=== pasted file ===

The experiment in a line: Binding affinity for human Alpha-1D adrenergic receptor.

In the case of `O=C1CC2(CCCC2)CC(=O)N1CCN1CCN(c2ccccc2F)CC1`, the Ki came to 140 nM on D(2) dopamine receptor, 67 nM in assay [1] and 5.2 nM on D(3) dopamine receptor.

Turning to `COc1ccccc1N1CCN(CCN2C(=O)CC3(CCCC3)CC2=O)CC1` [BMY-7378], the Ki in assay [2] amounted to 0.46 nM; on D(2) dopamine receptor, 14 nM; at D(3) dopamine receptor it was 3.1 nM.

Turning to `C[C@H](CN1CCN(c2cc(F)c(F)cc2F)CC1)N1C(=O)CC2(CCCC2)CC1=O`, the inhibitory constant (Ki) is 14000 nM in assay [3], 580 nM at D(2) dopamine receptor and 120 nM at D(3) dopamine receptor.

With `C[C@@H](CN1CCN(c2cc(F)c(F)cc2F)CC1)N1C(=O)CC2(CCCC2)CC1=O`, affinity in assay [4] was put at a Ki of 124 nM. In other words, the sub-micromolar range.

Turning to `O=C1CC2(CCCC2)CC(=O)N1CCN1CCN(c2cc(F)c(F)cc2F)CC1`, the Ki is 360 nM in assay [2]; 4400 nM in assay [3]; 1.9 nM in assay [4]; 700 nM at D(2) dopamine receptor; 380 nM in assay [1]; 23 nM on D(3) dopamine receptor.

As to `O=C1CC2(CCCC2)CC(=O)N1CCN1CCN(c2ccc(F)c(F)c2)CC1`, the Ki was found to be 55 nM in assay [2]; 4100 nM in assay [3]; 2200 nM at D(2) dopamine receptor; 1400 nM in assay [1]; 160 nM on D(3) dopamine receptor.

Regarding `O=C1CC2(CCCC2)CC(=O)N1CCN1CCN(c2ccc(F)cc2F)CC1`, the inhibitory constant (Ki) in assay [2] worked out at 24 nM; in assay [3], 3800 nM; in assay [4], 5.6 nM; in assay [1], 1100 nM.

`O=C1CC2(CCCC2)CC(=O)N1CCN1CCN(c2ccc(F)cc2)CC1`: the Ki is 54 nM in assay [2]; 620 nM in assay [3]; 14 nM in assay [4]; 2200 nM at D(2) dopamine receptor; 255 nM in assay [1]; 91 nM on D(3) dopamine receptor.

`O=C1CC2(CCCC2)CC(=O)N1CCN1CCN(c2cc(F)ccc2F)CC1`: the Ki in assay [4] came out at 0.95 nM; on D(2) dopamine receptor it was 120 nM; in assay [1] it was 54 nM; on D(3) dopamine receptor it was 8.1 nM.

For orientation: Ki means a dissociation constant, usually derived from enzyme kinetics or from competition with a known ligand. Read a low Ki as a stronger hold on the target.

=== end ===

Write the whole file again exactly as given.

The experiment in a line: Binding affinity for human Alpha-1D adrenergic receptor.

In the case of `O=C1CC2(CCCC2)CC(=O)N1CCN1CCN(c2ccccc2F)CC1`, the Ki came to 140 nM on D(2) dopamine receptor, 67 nM in assay [1] and 5.2 nM on D(3) dopamine receptor.

Turning to `COc1ccccc1N1CCN(CCN2C(=O)CC3(CCCC3)CC2=O)CC1` [BMY-7378], the Ki in assay [2] amounted to 0.46 nM; on D(2) dopamine receptor, 14 nM; at D(3) dopamine receptor it was 3.1 nM.

Turning to `C[C@H](CN1CCN(c2cc(F)c(F)cc2F)CC1)N1C(=O)CC2(CCCC2)CC1=O`, the inhibitory constant (Ki) is 14000 nM in assay [3], 580 nM at D(2) dopamine receptor and 120 nM at D(3) dopamine receptor.

With `C[C@@H](CN1CCN(c2cc(F)c(F)cc2F)CC1)N1C(=O)CC2(CCCC2)CC1=O`, affinity in assay [4] was put at a Ki of 124 nM. In other words, the sub-micromolar range.

Turning to `O=C1CC2(CCCC2)CC(=O)N1CCN1CCN(c2cc(F)c(F)cc2F)CC1`, the Ki is 360 nM in assay [2]; 4400 nM in assay [3]; 1.9 nM in assay [4]; 700 nM at D(2) dopamine receptor; 380 nM in assay [1]; 23 nM on D(3) dopamine receptor.

As to `O=C1CC2(CCCC2)CC(=O)N1CCN1CCN(c2ccc(F)c(F)c2)CC1`, the Ki was found to be 55 nM in assay [2]; 4100 nM in assay [3]; 2200 nM at D(2) dopamine receptor; 1400 nM in assay [1]; 160 nM on D(3) dopamine receptor.

Regarding `O=C1CC2(CCCC2)CC(=O)N1CCN1CCN(c2ccc(F)cc2F)CC1`, the inhibitory constant (Ki) in assay [2] worked out at 24 nM; in assay [3], 3800 nM; in assay [4], 5.6 nM; in assay [1], 1100 nM.

`O=C1CC2(CCCC2)CC(=O)N1CCN1CCN(c2ccc(F)cc2)CC1`: the Ki is 54 nM in assay [2]; 620 nM in assay [3]; 14 nM in assay [4]; 2200 nM at D(2) dopamine receptor; 255 nM in assay [1]; 91 nM on D(3) dopamine receptor.

`O=C1CC2(CCCC2)CC(=O)N1CCN1CCN(c2cc(F)ccc2F)CC1`: the Ki in assay [4] came out at 0.95 nM; on D(2) dopamine receptor it was 120 nM; in assay [1] it was 54 nM; on D(3) dopamine receptor it was 8.1 nM.

For orientation: Ki means a dissociation constant, usually derived from enzyme kinetics or from competition with a known ligand. Read a low Ki as a stronger hold on the target.